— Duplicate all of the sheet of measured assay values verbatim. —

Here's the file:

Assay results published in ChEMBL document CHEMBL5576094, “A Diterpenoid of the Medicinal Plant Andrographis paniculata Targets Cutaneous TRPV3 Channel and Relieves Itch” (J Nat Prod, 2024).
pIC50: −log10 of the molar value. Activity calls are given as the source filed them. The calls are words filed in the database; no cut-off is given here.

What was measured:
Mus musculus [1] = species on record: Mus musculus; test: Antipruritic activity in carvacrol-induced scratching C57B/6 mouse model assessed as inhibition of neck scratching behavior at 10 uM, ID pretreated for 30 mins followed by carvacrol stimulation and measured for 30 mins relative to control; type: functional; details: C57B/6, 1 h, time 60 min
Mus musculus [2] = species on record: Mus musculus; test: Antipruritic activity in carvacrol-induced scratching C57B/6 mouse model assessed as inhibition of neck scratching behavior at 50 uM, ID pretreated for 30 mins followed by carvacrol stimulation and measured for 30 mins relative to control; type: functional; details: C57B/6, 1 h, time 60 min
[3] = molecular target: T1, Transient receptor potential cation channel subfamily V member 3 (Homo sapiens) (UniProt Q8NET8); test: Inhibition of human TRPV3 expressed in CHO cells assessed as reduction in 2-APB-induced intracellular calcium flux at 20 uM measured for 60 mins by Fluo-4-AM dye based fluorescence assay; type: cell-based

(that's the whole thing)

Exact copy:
Assay results published in ChEMBL document CHEMBL5576094, “A Diterpenoid of the Medicinal Plant Andrographis paniculata Targets Cutaneous TRPV3 Channel and Relieves Itch” (J Nat Prod, 2024).
pIC50: −log10 of the molar value. Activity calls are given as the source filed them. The calls are words filed in the database; no cut-off is given here.

What was measured:
Mus musculus [1] = species on record: Mus musculus; test: Antipruritic activity in carvacrol-induced scratching C57B/6 mouse model assessed as inhibition of neck scratching behavior at 10 uM, ID pretreated for 30 mins followed by carvacrol stimulation and measured for 30 mins relative to control; type: functional; details: C57B/6, 1 h, time 60 min
Mus musculus [2] = species on record: Mus musculus; test: Antipruritic activity in carvacrol-induced scratching C57B/6 mouse model assessed as inhibition of neck scratching behavior at 50 uM, ID pretreated for 30 mins followed by carvacrol stimulation and measured for 30 mins relative to control; type: functional; details: C57B/6, 1 h, time 60 min
[3] = molecular target: T1, Transient receptor potential cation channel subfamily V member 3 (Homo sapiens) (UniProt Q8NET8); test: Inhibition of human TRPV3 expressed in CHO cells assessed as reduction in 2-APB-induced intracellular calcium flux at 20 uM measured for 60 mins by Fluo-4-AM dye based fluorescence assay; type: cell-based